It is a bullshyte cop out when those comment like those of the guest are spewed because at the end of the day, no man is a freaking island. Humans are social creatures who thrive off of one another. EVERYONE is either explicitly or tacilty influenced by anything.  No one is wholly responsible for another adult and their actions, but to believe that we do not carry some responsibility for each other is exactly why we as a country are in the predicament that we are in. This generation is screwed because the last generation has fallen away from what our grandparents and ancestors taught us: that as a community, we can uplift one another to success as easily as we can tear someone down. This is why African-Americans don’t succeed when other groups do over here as a whole because they understand their responsibility to each other.

And to educate the ignorant on this matter: CORPORATIONS KNOW THIS TOO! Why do you think they hire anthropologists and sociologists and psychologists to study consumers and find out how to get them to buy their crap? Why do you think there is a McDonalds on every corner in a perdominantly African-American impoverished neighborhood? Why do you think they push their “celebrating black history 365 days a year” campaign/product on us so hard? They don’t tell you, “Eat a billion burgers in one sitting”, but if you only make $7 an hour working five days a week to feed your family of five and after rent are left with 50 dollars for food, and there are three McDonalds a block away from your house with dollar menus that will feed you and yours every day for the new two weeks until paychecks come, what will you most likely choose? Why does Hollywood set actions films with gun violence at PG13 when in places like Korea a movie like Transformers would damn well be closer to Rated R?  Who goes to the movies the most in the country? Teenagers. If you don’t let your children watch violent cartoons or movies, but their friend’s parents are more lax, how do you think that’s going result on the playground at school or in class when little Tommy is showing them how to roundhouse somebody in the face or making guns with his hands during “Cowboy and Indians?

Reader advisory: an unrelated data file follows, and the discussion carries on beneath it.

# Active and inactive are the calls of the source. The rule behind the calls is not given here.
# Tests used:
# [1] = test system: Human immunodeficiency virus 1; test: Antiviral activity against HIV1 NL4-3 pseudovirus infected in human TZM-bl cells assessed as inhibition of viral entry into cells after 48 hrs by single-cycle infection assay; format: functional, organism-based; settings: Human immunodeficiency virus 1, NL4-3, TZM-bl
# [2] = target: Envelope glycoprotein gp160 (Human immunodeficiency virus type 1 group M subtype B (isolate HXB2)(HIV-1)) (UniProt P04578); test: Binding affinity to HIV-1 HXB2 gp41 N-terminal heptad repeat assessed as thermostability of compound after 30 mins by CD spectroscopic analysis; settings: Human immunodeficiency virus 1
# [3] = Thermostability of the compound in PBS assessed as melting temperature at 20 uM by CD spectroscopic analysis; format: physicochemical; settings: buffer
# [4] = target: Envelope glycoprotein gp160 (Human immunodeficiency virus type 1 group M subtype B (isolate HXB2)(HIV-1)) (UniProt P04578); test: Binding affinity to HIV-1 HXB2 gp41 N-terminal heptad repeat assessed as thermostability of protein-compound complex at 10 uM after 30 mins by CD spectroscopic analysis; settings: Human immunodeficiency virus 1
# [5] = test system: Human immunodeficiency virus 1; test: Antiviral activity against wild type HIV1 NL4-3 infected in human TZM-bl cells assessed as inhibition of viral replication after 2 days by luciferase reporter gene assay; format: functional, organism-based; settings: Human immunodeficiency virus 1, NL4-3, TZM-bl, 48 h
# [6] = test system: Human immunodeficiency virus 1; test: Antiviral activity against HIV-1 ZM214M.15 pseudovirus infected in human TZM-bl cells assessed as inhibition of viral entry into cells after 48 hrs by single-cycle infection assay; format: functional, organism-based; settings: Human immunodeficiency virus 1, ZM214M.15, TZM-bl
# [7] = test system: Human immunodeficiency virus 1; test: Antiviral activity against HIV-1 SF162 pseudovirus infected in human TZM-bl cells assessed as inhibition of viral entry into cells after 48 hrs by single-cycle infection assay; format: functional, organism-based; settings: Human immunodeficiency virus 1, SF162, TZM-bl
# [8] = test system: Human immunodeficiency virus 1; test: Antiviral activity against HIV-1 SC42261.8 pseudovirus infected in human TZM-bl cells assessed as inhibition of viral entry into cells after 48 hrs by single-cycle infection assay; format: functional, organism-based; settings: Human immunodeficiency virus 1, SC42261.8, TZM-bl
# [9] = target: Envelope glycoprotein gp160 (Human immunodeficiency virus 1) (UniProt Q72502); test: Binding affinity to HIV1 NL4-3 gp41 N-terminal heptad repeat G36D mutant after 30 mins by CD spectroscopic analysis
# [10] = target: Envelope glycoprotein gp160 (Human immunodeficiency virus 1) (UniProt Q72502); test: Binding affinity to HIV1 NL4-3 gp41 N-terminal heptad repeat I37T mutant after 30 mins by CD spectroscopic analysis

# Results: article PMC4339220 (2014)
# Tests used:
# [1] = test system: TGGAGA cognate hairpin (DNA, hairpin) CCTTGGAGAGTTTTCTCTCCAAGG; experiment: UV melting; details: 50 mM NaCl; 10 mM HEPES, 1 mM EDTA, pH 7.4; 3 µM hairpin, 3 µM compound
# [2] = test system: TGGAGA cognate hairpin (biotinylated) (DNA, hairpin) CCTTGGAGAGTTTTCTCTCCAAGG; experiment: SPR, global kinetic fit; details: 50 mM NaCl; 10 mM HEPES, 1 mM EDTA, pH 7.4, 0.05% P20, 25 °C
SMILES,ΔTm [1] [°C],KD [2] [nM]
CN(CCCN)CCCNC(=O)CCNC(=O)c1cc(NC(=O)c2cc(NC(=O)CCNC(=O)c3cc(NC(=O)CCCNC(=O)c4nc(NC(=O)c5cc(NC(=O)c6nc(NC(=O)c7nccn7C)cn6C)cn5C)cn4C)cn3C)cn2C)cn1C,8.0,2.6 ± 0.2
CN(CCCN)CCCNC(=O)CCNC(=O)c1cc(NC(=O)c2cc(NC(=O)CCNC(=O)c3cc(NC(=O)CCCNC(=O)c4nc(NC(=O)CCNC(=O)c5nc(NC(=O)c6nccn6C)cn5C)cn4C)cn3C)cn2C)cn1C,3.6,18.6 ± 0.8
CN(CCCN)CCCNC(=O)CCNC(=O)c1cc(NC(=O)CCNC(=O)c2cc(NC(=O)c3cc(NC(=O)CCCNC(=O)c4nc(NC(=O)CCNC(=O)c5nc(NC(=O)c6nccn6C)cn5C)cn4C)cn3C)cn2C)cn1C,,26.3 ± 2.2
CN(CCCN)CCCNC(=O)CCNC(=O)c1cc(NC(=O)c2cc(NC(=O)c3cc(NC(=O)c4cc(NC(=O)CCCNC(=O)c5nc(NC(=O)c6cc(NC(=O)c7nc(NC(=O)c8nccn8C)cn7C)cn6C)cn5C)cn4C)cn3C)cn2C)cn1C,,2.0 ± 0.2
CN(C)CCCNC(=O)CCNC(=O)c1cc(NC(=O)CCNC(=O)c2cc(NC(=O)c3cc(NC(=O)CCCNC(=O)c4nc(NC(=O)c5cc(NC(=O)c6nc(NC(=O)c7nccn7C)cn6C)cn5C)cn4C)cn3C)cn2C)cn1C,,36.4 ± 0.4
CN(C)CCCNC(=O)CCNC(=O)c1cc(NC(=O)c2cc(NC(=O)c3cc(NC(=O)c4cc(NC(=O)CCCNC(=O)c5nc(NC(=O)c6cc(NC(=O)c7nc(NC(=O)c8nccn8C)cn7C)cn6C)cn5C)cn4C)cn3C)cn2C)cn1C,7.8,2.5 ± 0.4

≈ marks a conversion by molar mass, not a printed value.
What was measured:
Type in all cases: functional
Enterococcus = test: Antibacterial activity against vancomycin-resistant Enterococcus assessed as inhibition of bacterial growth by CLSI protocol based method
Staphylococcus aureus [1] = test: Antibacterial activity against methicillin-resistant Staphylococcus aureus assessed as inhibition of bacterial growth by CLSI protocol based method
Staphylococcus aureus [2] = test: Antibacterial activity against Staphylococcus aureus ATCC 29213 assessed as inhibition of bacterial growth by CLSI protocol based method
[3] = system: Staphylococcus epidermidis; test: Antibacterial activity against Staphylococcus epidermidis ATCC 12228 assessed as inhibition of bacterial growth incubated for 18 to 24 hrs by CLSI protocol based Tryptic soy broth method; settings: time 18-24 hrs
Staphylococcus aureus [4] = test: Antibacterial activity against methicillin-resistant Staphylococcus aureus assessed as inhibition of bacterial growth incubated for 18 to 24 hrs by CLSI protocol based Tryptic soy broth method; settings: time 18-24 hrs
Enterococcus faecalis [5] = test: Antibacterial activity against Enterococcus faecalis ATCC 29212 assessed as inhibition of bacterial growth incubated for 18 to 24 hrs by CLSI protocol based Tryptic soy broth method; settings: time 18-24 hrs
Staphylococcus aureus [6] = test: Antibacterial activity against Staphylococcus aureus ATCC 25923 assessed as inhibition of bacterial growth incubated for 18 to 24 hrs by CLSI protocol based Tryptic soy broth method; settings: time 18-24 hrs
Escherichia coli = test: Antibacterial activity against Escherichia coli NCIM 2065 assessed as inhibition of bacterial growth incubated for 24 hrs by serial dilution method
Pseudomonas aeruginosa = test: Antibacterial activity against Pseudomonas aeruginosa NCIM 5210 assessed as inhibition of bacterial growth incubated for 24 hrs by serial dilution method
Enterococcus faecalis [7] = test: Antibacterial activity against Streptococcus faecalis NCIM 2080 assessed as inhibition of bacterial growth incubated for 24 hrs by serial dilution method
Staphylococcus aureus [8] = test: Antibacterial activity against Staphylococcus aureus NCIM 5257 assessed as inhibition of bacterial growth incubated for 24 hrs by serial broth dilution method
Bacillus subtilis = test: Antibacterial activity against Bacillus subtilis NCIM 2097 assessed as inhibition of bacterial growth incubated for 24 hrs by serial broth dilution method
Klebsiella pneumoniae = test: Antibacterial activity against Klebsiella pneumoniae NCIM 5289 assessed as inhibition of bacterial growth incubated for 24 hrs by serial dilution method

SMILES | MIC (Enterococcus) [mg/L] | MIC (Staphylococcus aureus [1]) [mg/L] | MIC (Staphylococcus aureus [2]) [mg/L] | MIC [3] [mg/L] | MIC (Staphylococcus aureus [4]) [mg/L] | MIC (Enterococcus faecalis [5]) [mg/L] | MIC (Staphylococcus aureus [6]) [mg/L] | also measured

So now, we come full cirlce. It DOES matter if someone talks out of both sides of their mouths to increase their pockets, while potentially using their influence to cause harm to people. It does matter when someone says they are one thing and that they are 100% dedicated and geniune about what they choose to push and then pushes the antithesis of that stance the next day. And if it doesn’t matter to you, then it should. It’s sad that we are okay with this in our society, and it is ultimately what will be our down fall. Everyone is out for themselves. We have killed the instinct in us to nurture our community, loved ones and friendships. We have killed the spirit in us that says,  “What I do and say matters because it could very well affect someone else. ” When people say write letters to the companies, yes you should. But you should also call out the people who endorse these products as well. They don’t pick celebrities to push their products because it’s cute. They do it because of the celebrity’s popularity and ability to increase profit. Get a clue.

Finally, I’m going to be honest. I believe that gun control laws are definitely necessary but I do question the timing of recent events that have happened coupled with the many laws over the past ten years that have systematically began to chip away at the very foundation of what makes an American an American. From the Patriot Act to the removal of habeus corpus, and so on, this country is begnning its transitioning to a place where the rights of the people will no longer matter to those who hold power.

Maybe December 21 was not the end of the world, but it was the beginning of something. A sizable shift of dark energy has been sweeping over this land for some time now and it feels like it’s getting worse. Gurd your loins folks.